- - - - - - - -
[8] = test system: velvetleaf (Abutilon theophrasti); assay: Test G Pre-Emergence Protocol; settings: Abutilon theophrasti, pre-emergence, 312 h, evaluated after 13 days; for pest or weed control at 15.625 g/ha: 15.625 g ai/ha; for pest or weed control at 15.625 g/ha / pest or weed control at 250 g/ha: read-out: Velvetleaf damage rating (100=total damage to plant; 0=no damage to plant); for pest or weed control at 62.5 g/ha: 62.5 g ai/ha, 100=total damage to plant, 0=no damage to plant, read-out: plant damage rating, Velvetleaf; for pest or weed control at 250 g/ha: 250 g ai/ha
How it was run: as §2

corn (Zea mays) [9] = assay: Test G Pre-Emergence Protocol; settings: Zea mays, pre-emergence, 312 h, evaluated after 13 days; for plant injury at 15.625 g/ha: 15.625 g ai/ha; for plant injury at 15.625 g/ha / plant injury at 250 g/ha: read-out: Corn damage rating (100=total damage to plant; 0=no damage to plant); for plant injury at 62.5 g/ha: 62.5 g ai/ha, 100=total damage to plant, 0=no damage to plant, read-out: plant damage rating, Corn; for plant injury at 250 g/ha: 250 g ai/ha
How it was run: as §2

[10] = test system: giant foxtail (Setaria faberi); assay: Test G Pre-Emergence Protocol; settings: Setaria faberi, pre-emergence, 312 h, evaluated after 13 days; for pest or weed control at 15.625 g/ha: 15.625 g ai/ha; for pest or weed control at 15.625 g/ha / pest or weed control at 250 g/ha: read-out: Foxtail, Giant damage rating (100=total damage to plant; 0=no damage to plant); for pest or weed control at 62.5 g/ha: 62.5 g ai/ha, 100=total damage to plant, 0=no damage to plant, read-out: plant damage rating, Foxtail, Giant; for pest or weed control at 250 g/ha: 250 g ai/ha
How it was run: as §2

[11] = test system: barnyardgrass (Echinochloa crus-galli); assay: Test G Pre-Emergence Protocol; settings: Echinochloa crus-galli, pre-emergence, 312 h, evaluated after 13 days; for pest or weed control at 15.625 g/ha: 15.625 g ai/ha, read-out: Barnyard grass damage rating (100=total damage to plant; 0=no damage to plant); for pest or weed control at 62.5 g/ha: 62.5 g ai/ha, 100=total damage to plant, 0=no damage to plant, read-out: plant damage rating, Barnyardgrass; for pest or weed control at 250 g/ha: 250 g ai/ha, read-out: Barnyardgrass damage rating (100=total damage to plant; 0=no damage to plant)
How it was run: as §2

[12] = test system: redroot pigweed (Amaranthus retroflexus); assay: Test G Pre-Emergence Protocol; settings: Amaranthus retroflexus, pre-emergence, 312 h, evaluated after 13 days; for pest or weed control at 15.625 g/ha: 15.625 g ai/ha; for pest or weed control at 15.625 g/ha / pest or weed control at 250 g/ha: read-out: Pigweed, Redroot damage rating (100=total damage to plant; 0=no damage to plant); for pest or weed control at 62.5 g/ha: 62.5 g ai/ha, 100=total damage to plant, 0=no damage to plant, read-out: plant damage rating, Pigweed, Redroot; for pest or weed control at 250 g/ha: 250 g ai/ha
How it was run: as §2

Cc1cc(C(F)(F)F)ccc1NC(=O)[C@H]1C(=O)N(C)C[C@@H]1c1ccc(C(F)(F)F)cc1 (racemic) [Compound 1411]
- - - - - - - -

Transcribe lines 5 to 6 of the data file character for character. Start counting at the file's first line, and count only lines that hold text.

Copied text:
[10] = test system: giant foxtail (Setaria faberi); assay: Test G Pre-Emergence Protocol; settings: Setaria faberi, pre-emergence, 312 h, evaluated after 13 days; for pest or weed control at 15.625 g/ha: 15.625 g ai/ha; for pest or weed control at 15.625 g/ha / pest or weed control at 250 g/ha: read-out: Foxtail, Giant damage rating (100=total damage to plant; 0=no damage to plant); for pest or weed control at 62.5 g/ha: 62.5 g ai/ha, 100=total damage to plant, 0=no damage to plant, read-out: plant damage rating, Foxtail, Giant; for pest or weed control at 250 g/ha: 250 g ai/ha
How it was run: as §2